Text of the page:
The targeting rule had its intended impact last season, according to Southeastern Conference coordinator of football officials Steve Shaw.
Targeting — which resulted in a 15-yard penalty, player ejection and half-game suspension for blows to the head of receivers — was a hot topic during the 2013 season, but the goal was to reduce the number of head injuries and change player behavior.
Based on the number of penalties last season, Shaw is convinced the targeting rule hit its mark, because there were only five targeting penalties in the second half of the season after having 14 during the first half.
Nonetheless, the targeting penalty, which will continue to be a point of emphasis, has changed a bit.
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During its first season, targeting was reviewable, but the accompanying 15-yard penalty stood even if the ejection was overturned.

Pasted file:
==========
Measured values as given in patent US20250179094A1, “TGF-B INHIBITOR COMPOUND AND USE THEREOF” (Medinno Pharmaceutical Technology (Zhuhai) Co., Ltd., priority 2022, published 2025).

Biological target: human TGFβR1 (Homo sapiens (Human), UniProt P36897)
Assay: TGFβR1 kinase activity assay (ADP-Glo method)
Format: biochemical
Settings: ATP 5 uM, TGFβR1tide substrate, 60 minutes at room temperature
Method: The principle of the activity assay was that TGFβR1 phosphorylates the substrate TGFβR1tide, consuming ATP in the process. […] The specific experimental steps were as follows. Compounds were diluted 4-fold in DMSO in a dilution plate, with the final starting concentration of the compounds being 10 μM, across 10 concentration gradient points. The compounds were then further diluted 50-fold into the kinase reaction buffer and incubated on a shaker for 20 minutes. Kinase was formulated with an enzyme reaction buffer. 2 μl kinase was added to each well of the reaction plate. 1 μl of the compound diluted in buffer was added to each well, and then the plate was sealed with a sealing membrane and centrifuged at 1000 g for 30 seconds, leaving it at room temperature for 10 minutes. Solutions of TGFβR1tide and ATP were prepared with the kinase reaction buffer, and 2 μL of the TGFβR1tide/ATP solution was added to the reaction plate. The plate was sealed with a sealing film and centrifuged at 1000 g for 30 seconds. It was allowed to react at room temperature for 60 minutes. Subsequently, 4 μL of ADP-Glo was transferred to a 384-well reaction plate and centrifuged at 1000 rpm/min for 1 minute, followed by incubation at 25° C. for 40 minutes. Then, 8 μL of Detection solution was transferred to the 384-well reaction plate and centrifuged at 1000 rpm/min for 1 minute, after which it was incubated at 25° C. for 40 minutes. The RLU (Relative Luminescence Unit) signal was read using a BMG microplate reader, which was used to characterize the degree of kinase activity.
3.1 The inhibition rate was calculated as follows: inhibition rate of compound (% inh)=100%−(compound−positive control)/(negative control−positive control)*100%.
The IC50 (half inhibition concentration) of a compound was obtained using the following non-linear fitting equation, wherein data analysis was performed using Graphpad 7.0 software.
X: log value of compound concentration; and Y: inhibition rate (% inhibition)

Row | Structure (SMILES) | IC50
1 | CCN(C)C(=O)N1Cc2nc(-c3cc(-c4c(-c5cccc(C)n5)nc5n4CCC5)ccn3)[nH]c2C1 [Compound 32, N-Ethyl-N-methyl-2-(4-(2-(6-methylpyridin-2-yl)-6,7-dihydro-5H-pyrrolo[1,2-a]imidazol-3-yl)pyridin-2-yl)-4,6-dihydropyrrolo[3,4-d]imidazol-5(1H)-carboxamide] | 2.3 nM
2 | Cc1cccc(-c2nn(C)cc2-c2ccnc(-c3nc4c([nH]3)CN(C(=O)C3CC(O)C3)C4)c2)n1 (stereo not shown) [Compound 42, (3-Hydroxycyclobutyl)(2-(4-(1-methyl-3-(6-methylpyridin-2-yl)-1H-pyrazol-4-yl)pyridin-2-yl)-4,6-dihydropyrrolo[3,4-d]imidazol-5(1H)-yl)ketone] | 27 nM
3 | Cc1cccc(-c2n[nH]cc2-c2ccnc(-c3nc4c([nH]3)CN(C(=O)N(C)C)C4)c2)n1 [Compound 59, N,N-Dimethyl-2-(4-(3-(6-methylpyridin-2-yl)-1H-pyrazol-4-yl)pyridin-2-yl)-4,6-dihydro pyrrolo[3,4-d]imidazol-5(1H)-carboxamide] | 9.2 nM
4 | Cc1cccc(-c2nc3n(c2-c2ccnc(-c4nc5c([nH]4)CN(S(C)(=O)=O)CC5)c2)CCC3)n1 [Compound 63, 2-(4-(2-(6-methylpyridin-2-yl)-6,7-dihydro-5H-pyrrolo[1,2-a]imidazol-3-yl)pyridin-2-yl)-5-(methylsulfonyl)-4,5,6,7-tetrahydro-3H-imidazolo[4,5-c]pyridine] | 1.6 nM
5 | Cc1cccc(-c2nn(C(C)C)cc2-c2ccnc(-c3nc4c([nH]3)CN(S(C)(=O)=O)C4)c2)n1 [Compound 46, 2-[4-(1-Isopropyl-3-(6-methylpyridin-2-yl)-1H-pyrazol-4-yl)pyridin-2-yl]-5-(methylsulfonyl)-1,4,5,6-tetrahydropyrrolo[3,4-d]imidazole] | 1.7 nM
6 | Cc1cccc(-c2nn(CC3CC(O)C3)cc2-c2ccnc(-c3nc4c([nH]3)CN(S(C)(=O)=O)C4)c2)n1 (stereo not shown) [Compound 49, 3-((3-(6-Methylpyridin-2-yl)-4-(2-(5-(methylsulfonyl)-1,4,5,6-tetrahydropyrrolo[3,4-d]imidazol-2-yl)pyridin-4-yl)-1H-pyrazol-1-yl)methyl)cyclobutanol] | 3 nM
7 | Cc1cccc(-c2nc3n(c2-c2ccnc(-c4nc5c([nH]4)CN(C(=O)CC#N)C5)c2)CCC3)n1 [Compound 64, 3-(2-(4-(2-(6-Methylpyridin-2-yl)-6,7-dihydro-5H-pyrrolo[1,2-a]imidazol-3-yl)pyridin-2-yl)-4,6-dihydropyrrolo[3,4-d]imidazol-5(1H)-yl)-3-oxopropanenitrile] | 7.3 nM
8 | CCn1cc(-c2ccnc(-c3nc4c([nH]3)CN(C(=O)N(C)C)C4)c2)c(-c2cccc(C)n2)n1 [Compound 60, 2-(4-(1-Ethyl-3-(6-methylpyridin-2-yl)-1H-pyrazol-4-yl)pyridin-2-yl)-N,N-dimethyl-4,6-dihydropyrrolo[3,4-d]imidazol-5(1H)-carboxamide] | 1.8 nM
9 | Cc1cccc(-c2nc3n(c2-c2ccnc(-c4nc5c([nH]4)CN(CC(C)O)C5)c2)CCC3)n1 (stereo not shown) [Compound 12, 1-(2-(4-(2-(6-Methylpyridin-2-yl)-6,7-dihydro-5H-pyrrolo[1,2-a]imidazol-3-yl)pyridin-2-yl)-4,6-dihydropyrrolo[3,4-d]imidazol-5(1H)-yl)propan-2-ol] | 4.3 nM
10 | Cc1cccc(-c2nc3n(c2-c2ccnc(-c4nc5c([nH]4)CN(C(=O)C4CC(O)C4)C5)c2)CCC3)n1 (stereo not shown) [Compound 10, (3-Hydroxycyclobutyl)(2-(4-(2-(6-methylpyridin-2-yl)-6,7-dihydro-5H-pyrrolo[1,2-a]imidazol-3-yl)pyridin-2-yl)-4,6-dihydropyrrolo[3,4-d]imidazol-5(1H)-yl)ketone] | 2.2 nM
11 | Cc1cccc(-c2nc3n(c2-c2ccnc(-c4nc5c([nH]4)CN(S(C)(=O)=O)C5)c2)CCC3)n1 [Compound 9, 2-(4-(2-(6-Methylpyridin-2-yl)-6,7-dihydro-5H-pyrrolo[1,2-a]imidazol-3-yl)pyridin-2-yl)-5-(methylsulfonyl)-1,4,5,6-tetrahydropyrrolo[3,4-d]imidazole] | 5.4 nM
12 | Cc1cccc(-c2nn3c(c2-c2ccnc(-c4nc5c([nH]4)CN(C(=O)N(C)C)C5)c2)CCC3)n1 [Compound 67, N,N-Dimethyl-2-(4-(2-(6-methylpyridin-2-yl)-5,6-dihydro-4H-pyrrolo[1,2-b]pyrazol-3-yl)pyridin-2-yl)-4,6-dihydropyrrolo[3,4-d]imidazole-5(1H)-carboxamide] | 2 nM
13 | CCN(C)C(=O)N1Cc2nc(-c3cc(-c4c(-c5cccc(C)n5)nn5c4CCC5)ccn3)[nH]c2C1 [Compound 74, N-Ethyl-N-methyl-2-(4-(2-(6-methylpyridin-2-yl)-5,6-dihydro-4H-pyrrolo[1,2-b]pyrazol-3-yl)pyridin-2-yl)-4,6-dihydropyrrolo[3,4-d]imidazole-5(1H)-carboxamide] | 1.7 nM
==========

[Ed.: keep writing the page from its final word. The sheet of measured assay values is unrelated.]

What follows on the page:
That will no longer be the case. If the ejection is rescinded, the 15-yard penalty also will disappear — through it’s possible a separate personal foul could still be assessed on a given play, for instance if there’s a late hit.
Intentional grounding in the end zone now will be reviewable along with all cases of a catch or recovery. Officials also can check a replay to determine if a pass out of bounds went backward.
Nationally, pace of play and sideline management/control are expected to be points of emphasis in 2014 along with unsportsmanlike conduct penalties, particularly choreographed celebrations and taunting, Shaw said.
There are no changes per se to alter the pace of play, but Shaw said officials are expected to jog crisply — not sprint or walk — to spot the ball after each play. If there are offensive substitutions, the defense will still have a chance to substitute as well. Otherwise, the ball will be whistled ready for play and the offense can snap it at any time.
Shaw also explained the experimental eighth official’s role in games. He will spot the ball on each play, help monitor the middle of the field and assist the head referee in tracking substitutions.